My mother always taught me that three things need to happen in order to engage a new client: “they have to know you, like you, and trust you.” A wise woman.
While content is certainly the driver of the last two, I'm not entirely sure that we have paid enough attention to the first.
In my time practising employment law, when I would tell people “I'm the guy you call when you get fired,” their replies would inevitably be variations on the same theme: “Where were you 12/6/3 months ago when my wife/brother/cousin/neighbor/uncle's best friend/buddy needed you?”
I would of course turn this into a joking rapport, and tell them I'm here now to help with whatever they need - but I realize today that I was missing a huge piece of the puzzle.
I was there during that conversation, sure, but I was ALSO there 12, 6, 3, or however many months ago…they just didn't know me then.
As a business owner, you will always be the best promoter for your business. You may have some marketing help on your team, or you may have someone creating fantastic content to help promote you, but when it comes to marketing you will always be your own best asset.
It is, after all, your job to continually grow your business, and this needs to happen on two different levels.
Who are you?
The first is getting to know you. Knowing even a little bit about someone makes it so much easier to form a relationship, which can be tremendously helpful in creating customer loyalty. What your customers or clients know about you may be part of what sets you apart from your competition.
It can also help make you likeable - filling in the second part of that test. If you have used someone over and over again for years, whether they provide legal services or repair your car or sell a specialty food item you like, the odds are that you keep going back to them because not only do you like their product or service, but you also like them. That connection means that your customers or clients have unknowingly developed a degree of loyalty, and unless something sours that relationship, they are unlikely to take their business elsewhere.
That, though, is only the half of it. Creating a loyal client base is one goal, but if that client base does not clearly understand what you do, then they are not always the most reliable referral sources.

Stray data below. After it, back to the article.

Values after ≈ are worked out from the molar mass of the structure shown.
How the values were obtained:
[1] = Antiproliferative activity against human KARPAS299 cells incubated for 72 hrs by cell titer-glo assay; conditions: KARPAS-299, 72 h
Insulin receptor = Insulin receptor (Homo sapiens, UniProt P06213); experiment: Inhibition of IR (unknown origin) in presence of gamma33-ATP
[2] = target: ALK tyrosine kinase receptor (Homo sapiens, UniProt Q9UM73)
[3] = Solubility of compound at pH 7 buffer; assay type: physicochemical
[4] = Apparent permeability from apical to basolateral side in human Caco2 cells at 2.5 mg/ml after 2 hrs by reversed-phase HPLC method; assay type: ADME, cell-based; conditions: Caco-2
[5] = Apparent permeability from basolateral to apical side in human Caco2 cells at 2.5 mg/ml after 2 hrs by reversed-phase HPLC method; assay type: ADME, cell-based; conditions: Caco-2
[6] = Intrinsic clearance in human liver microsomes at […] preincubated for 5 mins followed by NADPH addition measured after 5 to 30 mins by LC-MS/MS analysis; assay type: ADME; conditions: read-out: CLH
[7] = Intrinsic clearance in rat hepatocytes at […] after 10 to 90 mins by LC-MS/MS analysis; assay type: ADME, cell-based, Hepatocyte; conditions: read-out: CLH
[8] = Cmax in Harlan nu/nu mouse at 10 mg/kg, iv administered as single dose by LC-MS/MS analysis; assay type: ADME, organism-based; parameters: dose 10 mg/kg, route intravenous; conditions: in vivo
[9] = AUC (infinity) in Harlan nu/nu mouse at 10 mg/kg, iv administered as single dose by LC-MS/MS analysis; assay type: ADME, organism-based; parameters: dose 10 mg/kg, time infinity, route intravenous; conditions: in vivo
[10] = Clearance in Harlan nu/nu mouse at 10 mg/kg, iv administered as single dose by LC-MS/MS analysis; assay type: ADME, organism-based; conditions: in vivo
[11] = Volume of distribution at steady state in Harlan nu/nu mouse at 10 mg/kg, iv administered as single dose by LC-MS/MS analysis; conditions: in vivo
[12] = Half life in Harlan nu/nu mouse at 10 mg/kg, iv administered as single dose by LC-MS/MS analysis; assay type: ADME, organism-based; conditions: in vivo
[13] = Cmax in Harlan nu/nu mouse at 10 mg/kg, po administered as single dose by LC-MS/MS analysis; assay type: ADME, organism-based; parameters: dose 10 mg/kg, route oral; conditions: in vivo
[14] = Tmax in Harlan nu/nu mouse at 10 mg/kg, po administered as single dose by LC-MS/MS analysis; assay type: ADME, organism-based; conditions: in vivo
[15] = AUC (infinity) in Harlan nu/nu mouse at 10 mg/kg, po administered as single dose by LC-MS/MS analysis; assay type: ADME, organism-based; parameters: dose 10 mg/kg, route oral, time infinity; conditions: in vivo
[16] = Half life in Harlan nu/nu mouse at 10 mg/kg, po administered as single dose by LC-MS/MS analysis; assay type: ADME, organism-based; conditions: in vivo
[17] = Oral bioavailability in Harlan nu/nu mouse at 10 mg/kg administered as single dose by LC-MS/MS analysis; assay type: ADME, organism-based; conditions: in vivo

Have you ever had someone refer you somewhere and do a terrible job of it? They may be heaping praise upon someone they've just discovered, but then can't describe the business well enough to answer even the most basic questions. “You've gotta go see my guy, he's the best! I don't know what he does or how he does it, but seriously you've gotta go check him out right away!”
I have heard these pitches more times than I can count for every sort of business or service provider. A colleague of mine back in my sales days brilliantly called it ‘ignorance on fire.’ While the enthusiasm can be contagious, it's also unlikely to yield great referrals (or win any awards for marketing). Simply put - if someone cannot understand why they need your business, then why on earth would they bother calling?
Imagine, instead, if these loyal clients not only loved your business, but knew exactly how to explain it to others. Instead of turning into ‘ignorance on fire,’ you had messaging that was so clear that they were able to repeat it just as clearly to anyone they thought might be in need. If the listener did have any questions before reaching out, they could visit your website, which echoed that same messaging while providing some more information in an equally clear and coherent format.
That is the power of what great messaging can do for your business, and just how easy it is for someone to get to know you. You know what makes your business stand out; everyone else should know it too.
Let’s connect and discuss how we can clearly tell and share your story.